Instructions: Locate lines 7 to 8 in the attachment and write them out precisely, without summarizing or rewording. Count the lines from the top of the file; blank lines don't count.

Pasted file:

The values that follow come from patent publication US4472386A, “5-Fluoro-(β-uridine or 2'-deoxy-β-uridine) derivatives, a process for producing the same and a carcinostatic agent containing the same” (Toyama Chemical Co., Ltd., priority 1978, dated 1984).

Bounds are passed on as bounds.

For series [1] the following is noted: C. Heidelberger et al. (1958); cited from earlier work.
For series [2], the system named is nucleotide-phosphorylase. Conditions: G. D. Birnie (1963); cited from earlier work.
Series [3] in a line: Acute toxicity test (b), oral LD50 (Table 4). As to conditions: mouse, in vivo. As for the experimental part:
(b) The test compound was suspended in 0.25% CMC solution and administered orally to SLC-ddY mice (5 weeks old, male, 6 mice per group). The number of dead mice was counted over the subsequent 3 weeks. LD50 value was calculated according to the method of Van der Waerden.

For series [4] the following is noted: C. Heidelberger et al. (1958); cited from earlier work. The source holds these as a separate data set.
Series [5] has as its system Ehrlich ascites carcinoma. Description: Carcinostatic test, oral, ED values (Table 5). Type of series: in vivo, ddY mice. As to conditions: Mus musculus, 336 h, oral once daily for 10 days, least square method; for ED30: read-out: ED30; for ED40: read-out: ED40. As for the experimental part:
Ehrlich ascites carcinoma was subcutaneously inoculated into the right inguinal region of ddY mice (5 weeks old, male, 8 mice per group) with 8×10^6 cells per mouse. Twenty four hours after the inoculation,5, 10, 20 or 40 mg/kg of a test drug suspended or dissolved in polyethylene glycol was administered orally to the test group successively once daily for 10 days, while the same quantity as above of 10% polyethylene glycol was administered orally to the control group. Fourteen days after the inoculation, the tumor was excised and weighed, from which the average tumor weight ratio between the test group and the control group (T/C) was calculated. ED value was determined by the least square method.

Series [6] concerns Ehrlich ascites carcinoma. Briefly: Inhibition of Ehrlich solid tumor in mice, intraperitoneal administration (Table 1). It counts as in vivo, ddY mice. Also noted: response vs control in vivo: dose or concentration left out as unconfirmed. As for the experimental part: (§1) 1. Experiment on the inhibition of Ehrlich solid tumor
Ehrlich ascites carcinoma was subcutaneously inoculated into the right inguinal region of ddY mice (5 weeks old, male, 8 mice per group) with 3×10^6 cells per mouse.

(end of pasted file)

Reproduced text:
For series [4] the following is noted: C. Heidelberger et al. (1958); cited from earlier work. The source holds these as a separate data set.
Series [5] has as its system Ehrlich ascites carcinoma. Description: Carcinostatic test, oral, ED values (Table 5). Type of series: in vivo, ddY mice. As to conditions: Mus musculus, 336 h, oral once daily for 10 days, least square method; for ED30: read-out: ED30; for ED40: read-out: ED40. As for the experimental part: